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Wonder Land

Golf World travels to the Arctic Circle to visit Europe's Robert Karlsson, a man who has spent a career trying to understand himself

September 12, 2008

The tall tale, especially one rooted in an unscrupulous combination of innuendo and outright lies, tends to grow exponentially less and less believable in the telling and re-telling.

And this one is no exception.

According to what has fast become a 21st-century Nordic legend, Robert Karlsson, the lanky, blond Swede whose record in the four major championships this year was second only to Padraig Harrington's, is a prominent member of a cult fronted by a mysterious corporation called SVC. OK, if not a cult, then at least a sect, or maybe a caste led by a mysteriously publicity-shy cigar-smoking individual named Annchristine Lindstrom (who declined to have her photograph taken for this story).

"Unfortunately, the media has made me sound very strange," says Lindstrom, by way of explanation. "I could make a long list of the things I have been called. None of them are true."

Indeed, the less reliable section of the Swedish media supposedly has been full of titillating details of downright depravity and wayward wantonness. Back in August 2004 a television program—the Scandinavian equivalent of "Hard Copy"—showed pictures of a leather-and-fur clad Karlsson, a 6-foot-5-inch Thor-like giant, taking part in what the show claimed was some sort of weird pagan ritual in the remote Lapland township of Vuollerim on the edge of the Arctic Circle. Never mind that the seven-time European Tour winner and his family were actually taking part in an innocent celebration of the village's 6,000-year-old history dating back to the Stone Age.

"It was a whole package of lies," he says. "In the program were a lot of things saying that SVC was a cult trying to enlist members. I have never been involved in that because it has never existed; there are no members."

Then there are the less sinister idiosyncrasies attributed to this 39-year-old father of two who will make his second successive Ryder Cup appearance at Valhalla next week. Over the years, so urban legend has it, Karlsson adopted a variety of increasingly eccentric self-improvement ploys designed to both enhance his on-course performance and cleanse an apparently terminally tortured soul.

There was the long night of short putting in the hotel room accompanied by the friend shouting loud abuse ("All he really did was ooh and ah," says Karlsson) whenever one was missed. There was the month-long diet of bread and milk. There was the no-food-after-4 p.m. routine. There was the two weeks of fasting. There was the re-enactment of conception, gestation and birth. And, perhaps most famously, there was the Jesper Parnevik-like experimentation with the culinary delights of volcanic sand ("It tasted really bad," says Karlsson).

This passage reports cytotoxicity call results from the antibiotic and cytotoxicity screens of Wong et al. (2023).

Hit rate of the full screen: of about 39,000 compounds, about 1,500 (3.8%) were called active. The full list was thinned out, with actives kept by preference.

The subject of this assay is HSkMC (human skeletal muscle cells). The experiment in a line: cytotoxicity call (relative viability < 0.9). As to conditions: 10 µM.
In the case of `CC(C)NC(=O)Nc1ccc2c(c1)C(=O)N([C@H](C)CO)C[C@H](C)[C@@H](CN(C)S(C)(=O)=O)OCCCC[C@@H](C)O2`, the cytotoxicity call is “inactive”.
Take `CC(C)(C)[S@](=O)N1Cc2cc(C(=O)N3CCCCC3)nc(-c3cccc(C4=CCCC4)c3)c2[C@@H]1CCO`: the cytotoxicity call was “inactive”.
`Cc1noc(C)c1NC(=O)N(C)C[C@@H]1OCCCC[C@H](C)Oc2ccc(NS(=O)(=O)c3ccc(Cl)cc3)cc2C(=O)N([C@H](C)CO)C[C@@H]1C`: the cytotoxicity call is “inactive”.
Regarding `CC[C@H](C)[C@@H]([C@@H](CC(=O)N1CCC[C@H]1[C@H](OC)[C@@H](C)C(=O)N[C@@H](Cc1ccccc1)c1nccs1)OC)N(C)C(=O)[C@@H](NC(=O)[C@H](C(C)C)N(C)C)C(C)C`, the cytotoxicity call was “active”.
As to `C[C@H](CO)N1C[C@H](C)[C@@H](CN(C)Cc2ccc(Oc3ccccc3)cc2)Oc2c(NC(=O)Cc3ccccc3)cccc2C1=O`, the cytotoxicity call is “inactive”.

All in all then, Karlsson, an 18-year European Tour veteran, is not your average tour pro.

"Robert has always been a bit of a loner and very focused on what he does," says Joakim Haeggman, the first Swede to play in the Ryder Cup and a direct contemporary of Karlsson (Haeggman is six days older). "He's always been a bit odd to the rest of us, even if he has always been a member of the Swedish gang. He just goes his own way within the group."

Fair enough, but where do the myths and mysteries end? Where and when does the separation of fact and fiction occur?

The real answers, far removed from the speculation that has dogged him since he first met Lindstrom in 2002, are to be found in Karlsson's on-going journey of self-discovery, one he claims he will never complete. Although there have been many talented professional golfers similarly driven almost to distraction and despair by the inherent frustrations of the game they play for a living, few have investigated themselves more thoroughly in an effort to enhance their peace of mind.

"Robert was a very arrogant person when we met," says Lindstrom, who describes herself as a "leadership coach" more accustomed to working with business executives than top sportsmen. "He had all the patterns of a person who was trying to prove himself to everyone in the room. He was very insecure.

"It has been humbling to work with Robert," says Lindstrom. "He is so determined to grow into the true him. We are not working with mind control or anything like that. There are no voodoo dolls, and we don't stick pins in anyone. In fact, I am no longer connected with SVC, which was actually founded to do one thing: conduct leadership seminars and courses for businesspeople. My work with Robert is all about why he gets angry and what drives him to get angry."

Today, that ire is largely gone. Indeed, it is hard to imagine a more contented individual than Karlsson. Married to the lovely Ebba and with two delightful children—Thea, 7, and Ceaser, 4—the family is happily domiciled in Monaco. Much of their time, however, is spent in Sweden, at a holiday house, what was once the local flower shop, in Vuollerim. The rest of Karlsson's outwardly idyllic life, judging by recent results—three top-10s in majors this year—is spent in contention to win golf tournaments.

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